There was a triple domestic tragedy in 1919 when a man killed his wife and their two children before unsuccessfully trying to commit suicide himself, leading to his arrest and execution.
Early that year Russian Jew David Caplan and his wife Freda, who was originally from Liverpool, came to the city from Leeds and took a job as a tailor's cutter. Freda opened a haberdashery shop in West Derby Road, and the couple lived there with their two sons, four year old Harry and seven year old Maurice.
Relations soon deteriorated between the man and wife, with David being fined for throwing boiling water at her on one occasion. With the help of her sister Minnie, Freda obtained a Separation Order but it didn't require David to leave until 20th October.
On the morning of 14th October 1919 Freda's brother Myer Waterman noticed that the shop wasn't open and went around the back, climbing over the yard wall. On looking through the kitchen window he saw 42 year old David on the sofa, unable to speak and bleeding heavily from the throat.
The police were called and after forcing entry they went upstairs and found both children dead while Freda was unconscious but still alive. All three had severe head injuries and seemed to have been battered with an iron which was covered in blood. A neighbour came forward to say she had heard screams around 6am but was so used to hearing the couple arguing that she didn't give it any extra thought.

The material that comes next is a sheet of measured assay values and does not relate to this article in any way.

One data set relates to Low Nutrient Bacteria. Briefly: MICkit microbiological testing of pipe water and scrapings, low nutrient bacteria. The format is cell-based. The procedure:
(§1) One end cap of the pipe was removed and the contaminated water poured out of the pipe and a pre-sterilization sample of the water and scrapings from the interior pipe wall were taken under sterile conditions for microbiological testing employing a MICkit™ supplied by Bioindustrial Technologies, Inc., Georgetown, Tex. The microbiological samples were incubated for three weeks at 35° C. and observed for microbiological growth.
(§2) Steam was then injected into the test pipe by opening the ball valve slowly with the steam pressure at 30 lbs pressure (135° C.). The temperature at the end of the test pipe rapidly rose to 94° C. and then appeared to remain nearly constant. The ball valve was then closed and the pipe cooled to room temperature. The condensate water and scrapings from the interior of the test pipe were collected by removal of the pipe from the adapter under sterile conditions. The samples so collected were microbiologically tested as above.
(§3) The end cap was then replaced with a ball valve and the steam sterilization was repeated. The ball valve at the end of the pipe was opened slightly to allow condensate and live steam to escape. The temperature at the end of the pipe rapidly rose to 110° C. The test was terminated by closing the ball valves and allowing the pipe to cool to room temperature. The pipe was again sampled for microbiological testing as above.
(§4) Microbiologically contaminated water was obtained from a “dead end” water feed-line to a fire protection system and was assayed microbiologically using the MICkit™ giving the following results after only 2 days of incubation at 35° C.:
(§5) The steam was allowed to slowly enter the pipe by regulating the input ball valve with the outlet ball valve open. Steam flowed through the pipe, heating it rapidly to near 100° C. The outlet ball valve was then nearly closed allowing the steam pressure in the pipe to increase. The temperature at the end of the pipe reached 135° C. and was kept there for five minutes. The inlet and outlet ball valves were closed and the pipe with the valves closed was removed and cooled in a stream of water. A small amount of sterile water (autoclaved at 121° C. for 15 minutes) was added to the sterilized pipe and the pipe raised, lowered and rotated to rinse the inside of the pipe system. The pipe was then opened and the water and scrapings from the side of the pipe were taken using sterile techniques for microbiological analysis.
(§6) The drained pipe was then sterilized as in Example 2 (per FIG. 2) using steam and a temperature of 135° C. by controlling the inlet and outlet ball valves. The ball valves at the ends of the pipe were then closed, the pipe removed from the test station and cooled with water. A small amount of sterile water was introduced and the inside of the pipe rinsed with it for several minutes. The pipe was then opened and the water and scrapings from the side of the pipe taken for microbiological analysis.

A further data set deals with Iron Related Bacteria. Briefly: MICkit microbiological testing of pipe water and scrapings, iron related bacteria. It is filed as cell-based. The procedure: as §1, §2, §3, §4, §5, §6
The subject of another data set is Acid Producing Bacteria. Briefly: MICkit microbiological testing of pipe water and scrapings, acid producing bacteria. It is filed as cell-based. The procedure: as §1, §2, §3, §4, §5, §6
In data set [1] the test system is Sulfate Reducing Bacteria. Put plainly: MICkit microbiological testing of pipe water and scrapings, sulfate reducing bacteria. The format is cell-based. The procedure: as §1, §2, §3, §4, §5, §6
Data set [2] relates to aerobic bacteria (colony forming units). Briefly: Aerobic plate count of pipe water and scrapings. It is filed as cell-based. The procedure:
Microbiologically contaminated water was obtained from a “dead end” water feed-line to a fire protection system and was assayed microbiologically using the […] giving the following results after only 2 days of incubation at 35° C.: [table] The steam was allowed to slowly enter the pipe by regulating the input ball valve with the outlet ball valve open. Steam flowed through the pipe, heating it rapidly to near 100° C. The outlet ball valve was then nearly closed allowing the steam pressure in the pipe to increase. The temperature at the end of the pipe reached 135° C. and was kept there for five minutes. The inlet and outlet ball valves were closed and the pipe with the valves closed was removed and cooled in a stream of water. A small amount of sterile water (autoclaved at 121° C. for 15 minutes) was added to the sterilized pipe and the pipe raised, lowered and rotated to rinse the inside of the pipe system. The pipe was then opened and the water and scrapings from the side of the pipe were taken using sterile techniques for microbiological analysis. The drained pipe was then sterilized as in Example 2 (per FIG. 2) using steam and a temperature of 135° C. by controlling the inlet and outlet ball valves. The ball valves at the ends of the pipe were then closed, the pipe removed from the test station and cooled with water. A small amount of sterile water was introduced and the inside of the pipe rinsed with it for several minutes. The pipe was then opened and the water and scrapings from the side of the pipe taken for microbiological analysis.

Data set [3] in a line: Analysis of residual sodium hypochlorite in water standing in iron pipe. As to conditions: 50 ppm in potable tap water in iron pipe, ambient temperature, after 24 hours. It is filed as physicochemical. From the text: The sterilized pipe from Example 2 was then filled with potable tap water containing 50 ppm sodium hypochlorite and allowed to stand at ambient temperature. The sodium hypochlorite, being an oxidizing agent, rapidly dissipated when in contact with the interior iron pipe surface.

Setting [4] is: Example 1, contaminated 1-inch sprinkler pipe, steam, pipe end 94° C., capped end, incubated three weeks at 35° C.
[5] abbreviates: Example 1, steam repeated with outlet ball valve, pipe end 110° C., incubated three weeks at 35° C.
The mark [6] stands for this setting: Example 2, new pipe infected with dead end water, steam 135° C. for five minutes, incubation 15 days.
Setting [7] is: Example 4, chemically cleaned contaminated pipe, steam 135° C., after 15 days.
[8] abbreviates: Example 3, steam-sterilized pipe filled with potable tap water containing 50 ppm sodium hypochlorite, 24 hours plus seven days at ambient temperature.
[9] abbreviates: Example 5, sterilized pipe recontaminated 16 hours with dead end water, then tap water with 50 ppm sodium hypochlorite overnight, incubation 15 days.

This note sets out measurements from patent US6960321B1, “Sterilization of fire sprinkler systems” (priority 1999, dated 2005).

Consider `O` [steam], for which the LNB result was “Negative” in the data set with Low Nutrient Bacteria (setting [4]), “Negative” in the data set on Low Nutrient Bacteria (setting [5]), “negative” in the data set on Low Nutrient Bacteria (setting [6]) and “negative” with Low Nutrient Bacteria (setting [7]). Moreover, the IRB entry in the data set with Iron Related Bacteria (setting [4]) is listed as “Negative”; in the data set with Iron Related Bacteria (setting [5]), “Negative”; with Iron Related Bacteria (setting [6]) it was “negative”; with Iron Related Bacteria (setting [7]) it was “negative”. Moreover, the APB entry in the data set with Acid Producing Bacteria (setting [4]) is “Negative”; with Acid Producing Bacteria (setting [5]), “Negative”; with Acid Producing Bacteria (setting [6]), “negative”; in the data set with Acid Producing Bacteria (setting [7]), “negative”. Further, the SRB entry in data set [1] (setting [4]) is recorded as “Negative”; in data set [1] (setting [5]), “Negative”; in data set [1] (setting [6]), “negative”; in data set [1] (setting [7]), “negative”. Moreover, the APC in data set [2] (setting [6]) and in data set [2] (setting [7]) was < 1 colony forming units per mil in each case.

The two adults were taken to hospital where David was operated upon but Freda was beyond recovery and died the following morning. David was soon well enough to be committed to the Manchester Assizes for trial and on 2nd December his plea of insanity was rejected by doctors who examined him, leaving the jury with no option but to return a guilty verdict.
An appeal against the death sentence, based on the fact David'd mother had been in an asylum in Russia, failed and he was hanged at Strangeways Gaol on 6th January 1920.